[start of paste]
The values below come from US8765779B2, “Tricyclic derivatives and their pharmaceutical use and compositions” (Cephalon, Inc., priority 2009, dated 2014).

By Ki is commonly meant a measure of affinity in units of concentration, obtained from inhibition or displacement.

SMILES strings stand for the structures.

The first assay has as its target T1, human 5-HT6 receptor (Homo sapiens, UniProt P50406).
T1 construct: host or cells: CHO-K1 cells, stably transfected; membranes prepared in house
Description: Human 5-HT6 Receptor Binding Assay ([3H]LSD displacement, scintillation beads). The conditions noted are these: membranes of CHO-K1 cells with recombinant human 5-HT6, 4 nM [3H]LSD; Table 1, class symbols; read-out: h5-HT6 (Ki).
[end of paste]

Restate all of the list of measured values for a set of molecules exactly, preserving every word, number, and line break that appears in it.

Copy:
The values below come from US8765779B2, “Tricyclic derivatives and their pharmaceutical use and compositions” (Cephalon, Inc., priority 2009, dated 2014).

By Ki is commonly meant a measure of affinity in units of concentration, obtained from inhibition or displacement.

SMILES strings stand for the structures.

The first assay has as its target T1, human 5-HT6 receptor (Homo sapiens, UniProt P50406).
T1 construct: host or cells: CHO-K1 cells, stably transfected; membranes prepared in house
Description: Human 5-HT6 Receptor Binding Assay ([3H]LSD displacement, scintillation beads). The conditions noted are these: membranes of CHO-K1 cells with recombinant human 5-HT6, 4 nM [3H]LSD; Table 1, class symbols; read-out: h5-HT6 (Ki).